The ability of thromboelastometry to predict bleeding and risk of thrombosis and confirm hyperfibrinolysis and the need for activating a massive transfusion protocol (MTP) allows for faster intervention. Therefore, protocols that include thromboelastometry can then aid by stopping microvascular bleeding quickly and avoiding massive transfusion and thrombosis at the same time.7-9

The financial benefit that an established bleeding management program can provide to a hospital system can be significant. Thromboelastometry has been shown to be an important tool to reduce the primary costs of blood products within hospitals.7,8,11-15 In addition to primary acquisition costs of the blood products, activity-based costs of blood transfusion and secondary costs of complications related to allogeneic blood transfusion have to be considered.9,16,17 Thromboelastometry has also been shown to reduce the incidence of transfusion-related adverse events8 and accordingly may reduce corresponding hospital costs. Reducing these secondary costs of blood may even exceed the cost-savings for blood transfusion requirements themselves and improve patients’ clinical outcomes.

It is important to note that the results from thromboelastometric analysis should not be the sole basis for a patient diagnosis and treatment. These results should be considered along with a clinical assessment of the patient’s condition and other coagulation laboratory tests.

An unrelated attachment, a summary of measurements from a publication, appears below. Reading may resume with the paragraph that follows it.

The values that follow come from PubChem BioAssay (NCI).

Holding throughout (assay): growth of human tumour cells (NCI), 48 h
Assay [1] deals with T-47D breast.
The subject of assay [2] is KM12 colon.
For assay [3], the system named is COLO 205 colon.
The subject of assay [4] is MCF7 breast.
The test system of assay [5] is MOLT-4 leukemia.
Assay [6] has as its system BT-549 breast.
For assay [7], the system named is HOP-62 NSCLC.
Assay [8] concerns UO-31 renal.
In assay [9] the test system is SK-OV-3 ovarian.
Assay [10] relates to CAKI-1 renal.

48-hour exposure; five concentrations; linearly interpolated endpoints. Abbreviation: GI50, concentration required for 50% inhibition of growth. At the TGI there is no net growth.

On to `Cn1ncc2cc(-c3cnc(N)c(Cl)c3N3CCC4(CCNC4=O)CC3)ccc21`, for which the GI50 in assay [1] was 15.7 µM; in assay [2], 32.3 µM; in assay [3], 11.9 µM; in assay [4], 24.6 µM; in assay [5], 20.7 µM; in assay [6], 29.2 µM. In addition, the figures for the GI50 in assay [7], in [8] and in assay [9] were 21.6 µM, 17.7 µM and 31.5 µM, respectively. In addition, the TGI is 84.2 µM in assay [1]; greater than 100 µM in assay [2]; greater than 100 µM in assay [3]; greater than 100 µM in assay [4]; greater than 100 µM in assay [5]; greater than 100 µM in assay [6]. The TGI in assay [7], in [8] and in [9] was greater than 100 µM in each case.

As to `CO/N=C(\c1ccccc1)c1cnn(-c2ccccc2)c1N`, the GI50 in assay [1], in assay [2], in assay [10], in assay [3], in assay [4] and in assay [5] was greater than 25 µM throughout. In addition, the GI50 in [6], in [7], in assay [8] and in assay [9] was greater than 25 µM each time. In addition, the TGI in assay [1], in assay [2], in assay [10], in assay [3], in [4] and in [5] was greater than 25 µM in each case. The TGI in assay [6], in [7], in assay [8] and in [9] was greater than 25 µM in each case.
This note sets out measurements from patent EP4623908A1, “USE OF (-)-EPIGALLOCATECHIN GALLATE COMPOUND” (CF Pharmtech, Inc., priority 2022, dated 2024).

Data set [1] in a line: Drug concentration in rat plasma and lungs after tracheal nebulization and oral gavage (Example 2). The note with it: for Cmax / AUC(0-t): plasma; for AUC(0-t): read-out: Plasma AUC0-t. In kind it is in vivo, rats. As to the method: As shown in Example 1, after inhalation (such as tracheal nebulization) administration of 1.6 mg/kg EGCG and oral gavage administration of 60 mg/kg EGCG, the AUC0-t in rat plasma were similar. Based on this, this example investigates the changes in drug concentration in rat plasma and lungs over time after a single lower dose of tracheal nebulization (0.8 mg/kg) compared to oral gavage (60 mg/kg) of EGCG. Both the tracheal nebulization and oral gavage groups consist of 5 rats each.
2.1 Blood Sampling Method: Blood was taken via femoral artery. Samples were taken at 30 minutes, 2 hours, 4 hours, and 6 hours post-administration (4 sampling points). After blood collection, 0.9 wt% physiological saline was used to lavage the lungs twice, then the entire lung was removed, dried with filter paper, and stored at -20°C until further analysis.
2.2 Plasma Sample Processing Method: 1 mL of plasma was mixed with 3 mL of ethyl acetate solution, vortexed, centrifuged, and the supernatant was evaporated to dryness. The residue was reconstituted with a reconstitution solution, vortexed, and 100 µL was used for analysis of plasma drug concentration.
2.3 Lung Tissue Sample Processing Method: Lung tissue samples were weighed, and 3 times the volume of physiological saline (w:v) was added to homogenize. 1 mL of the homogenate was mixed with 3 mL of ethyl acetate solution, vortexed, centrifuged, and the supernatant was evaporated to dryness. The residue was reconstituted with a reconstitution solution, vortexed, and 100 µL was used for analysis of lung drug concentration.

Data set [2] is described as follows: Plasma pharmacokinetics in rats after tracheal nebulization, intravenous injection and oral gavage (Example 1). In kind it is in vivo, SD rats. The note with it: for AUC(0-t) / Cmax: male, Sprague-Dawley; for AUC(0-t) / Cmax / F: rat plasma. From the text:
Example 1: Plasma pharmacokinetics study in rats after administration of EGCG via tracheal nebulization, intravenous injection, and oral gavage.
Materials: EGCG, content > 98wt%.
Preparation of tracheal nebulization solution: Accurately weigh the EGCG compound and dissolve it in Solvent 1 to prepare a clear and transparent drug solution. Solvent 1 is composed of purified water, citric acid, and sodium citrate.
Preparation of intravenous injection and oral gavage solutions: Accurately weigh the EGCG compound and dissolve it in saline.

Evidence and recommendations

A recent search revealed well over 1,000 publications on thromboelastometry and showed a broad range of clinical and research applications. The main body of evidence involves publications on research and application in the traditional clinical settings of cardiac surgery, liver transplantation, and trauma. There is, however, an increasing interest in researching and applying thromboelastometry in the areas of OB hemorrhage, neurosurgery, spine surgery, and critical care medicine, and we now better understand the coagulopathies common in these settings. As such, physicians are increasingly using thromboelastography (TEG) and ROTEM-guided protocols to help manage hemostatic derangement outside of the traditional areas.